A medieval nobleman and his squire are accidentally transported to contemporary times by a senile sorcerer. He enlists the aid of his descendent to try to find a way to return home, all the... See full summary »
A knight and his valet are plagued by a witch, and to repair the damage they make use of the services of a wizard. However, something goes wrong and they are transported from the 12th ... See full summary »
Fletcher Reede, a fast talking attorney, habitual liar, and divorced father is an incredibly successful lawyer who has built his career by lying. He has a habit of giving precedence to his job and always breaking promises to be with his favorite young son Max, but Fletcher lets Max down once too often, for missing his own son's birthday party. But until then at 8:15 Max has decided to make an honest man out of him as he wishes for one whole day his dad couldn't tell a lie. When the wish comes true all Fletcher can do is tell the truth and cannot tell one lie. Uh-oh for Fletcher! Written by
Anthony Pereyra <email@example.com>
Do you know what the first movie I ever bought on video with my money was, when I was about 13? It was "The Mask", that most animated of superheroes played to perfection by Jim Carrey. Indeed, it is nigh-on impossible to imagine anyone else playing the part. Carrey's combination of manic behaviour and superior face-pulling was seen as a highly successful money-spinner in the Nineties, culminating in "Liar Liar". At least, until "Me, Myself And Irene".
"Liar Liar" has such a simple premise that it is difficult to believe it hasn't been done before. Carrey plays Fletcher, your typical sleazeball lawyer who spins so many lies that he constantly lets down his son and his mother (ER's Maura Tierney). When his son wishes his father couldn't tell a lie for a single day as he blows out his birthday cake candles, Fletcher is forced to tell nothing but the truth during an important case. Essentially, the movie is a tailor-made vehicle for Carrey as he thrashes about the movie like a fish out of water and gurns as though his life depended on it.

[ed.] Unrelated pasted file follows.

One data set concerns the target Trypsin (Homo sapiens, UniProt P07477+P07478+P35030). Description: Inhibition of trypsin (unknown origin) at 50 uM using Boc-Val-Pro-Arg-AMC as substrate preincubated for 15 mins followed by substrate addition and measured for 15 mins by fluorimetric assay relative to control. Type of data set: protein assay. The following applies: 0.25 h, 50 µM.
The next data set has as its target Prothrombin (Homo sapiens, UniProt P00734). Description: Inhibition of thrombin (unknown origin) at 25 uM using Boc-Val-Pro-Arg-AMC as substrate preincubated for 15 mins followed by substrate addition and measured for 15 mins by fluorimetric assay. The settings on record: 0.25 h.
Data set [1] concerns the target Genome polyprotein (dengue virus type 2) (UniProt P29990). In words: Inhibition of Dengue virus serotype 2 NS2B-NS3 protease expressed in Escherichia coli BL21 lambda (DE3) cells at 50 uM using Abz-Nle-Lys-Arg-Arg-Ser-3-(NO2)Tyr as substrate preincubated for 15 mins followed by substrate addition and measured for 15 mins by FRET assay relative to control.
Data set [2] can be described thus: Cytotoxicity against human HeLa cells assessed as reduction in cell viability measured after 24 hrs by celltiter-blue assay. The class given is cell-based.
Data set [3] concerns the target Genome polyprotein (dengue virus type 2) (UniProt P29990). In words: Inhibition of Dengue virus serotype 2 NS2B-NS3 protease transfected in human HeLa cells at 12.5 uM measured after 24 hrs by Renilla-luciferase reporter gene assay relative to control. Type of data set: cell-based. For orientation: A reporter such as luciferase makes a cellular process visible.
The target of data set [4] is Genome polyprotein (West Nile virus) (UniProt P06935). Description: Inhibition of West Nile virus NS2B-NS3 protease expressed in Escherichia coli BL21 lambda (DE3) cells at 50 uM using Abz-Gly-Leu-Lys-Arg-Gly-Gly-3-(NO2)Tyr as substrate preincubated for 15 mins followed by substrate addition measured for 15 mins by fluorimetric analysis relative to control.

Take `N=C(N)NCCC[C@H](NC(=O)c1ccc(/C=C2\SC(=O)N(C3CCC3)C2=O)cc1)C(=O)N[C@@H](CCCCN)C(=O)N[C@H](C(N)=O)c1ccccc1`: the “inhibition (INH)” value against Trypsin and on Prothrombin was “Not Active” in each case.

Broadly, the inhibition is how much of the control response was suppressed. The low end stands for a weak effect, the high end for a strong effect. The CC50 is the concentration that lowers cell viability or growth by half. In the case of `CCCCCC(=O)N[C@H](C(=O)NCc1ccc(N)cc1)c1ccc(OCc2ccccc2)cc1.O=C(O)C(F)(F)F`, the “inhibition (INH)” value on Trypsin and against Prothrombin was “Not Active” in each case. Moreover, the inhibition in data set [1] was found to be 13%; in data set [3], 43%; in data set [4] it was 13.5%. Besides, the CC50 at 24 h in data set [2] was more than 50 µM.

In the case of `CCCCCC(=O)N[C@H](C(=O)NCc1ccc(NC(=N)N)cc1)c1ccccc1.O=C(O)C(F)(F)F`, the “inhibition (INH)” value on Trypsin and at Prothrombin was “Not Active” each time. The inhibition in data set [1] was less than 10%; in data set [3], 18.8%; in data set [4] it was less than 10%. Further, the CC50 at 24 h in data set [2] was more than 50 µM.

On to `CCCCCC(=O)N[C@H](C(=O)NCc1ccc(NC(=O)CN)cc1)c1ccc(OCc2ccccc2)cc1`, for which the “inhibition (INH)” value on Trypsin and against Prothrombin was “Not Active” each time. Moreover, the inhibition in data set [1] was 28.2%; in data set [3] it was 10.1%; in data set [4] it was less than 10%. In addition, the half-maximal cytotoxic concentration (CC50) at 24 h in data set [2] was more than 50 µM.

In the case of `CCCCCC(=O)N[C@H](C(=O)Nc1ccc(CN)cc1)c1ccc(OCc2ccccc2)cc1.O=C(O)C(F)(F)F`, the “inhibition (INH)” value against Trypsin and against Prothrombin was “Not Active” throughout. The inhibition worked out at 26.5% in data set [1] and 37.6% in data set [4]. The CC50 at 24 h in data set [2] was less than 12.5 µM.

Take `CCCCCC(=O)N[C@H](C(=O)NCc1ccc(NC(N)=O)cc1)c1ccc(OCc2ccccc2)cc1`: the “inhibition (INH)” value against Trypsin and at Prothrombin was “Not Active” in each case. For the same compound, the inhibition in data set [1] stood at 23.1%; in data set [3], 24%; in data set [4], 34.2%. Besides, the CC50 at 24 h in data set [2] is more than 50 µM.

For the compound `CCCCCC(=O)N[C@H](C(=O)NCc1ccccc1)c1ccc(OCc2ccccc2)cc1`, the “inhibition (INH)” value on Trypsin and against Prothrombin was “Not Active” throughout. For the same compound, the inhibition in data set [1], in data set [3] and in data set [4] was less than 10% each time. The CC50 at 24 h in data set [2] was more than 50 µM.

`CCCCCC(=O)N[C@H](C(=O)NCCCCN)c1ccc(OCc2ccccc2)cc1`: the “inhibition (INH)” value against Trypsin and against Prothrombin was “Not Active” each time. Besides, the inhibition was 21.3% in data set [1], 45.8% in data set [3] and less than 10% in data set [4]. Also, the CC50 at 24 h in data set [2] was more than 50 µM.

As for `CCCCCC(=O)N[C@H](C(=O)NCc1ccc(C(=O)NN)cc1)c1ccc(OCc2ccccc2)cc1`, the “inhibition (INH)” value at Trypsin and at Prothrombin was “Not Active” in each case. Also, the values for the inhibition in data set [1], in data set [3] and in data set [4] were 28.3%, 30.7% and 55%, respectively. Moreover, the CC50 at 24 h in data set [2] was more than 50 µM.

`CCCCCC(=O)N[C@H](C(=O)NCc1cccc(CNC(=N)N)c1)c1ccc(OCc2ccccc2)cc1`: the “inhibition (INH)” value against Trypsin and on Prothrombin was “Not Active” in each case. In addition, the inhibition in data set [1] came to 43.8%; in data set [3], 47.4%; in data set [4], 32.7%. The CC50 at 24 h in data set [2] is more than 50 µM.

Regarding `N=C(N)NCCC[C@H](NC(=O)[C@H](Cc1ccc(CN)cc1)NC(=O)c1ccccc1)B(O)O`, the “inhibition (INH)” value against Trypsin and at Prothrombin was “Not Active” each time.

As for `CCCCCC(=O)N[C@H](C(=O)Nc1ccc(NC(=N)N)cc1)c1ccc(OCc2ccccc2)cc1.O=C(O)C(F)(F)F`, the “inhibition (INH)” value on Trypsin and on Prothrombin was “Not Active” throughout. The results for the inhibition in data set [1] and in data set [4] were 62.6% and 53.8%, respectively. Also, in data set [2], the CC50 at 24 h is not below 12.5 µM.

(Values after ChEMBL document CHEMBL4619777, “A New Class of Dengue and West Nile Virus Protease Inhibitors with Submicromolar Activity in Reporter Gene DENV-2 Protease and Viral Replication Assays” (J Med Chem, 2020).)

How much enjoyment you'll get from this comedy depends on how much you like Carrey in maniac-mode. He is the picture, dominating every scene he's in. It can get a bit too much at times and you do sometimes wish he'd just shut up for a minute or stops throwing his body about like a puppet without strings. But when he's not there, the movie sags badly and when he returns, he lights the screen up again until you get bored of the routine. When he's on form, Carrey is a master of slapstick and "Liar Liar" provides plenty of opportunity for comic set-pieces. The premise is explored to the full with every opportunity for a gag taken. Not all of them hit the mark but a good ratio do tickle the funny bone.
The other problem, besides Carrey chomping through the screen, is the sugary feel to the thing. If some of the humour were toned down (such as Carrey passing judgment on sleeping with Amanda Donohoe - something I'd like to do, quite frankly) then you'd get the impression that this would be a kiddie's film. To be honest, the only other actor who appears to be trying is Justin Cooper (Max, Carrey's son) and he has a horrible haircut in this, poor blighter. But like I said, this is Carrey's film as most of his back catalogue are. Even when he's in serious actor-mode like "The Truman Show" or "Man On The Moon", the movie seems to revolve around him. Like or loathe him, I can think of few other actors that can hold an audience's attention better than Carrey.
"Liar Liar" is a perfectly good comedy with feel-good moments in the right places and a rubber-faced star in the centre of all the action. Yes, it does feel glossy and engineered to do all the right things at the right time. It does very little to take comedy forward, besides tell an entertaining and original story. And yes, Carrey is screaming in your face as much as possible. But don't let that put you off - I still enjoyed "Liar Liar" at the second time of watching so it must do something right. Except The Claw, which is just wrong...
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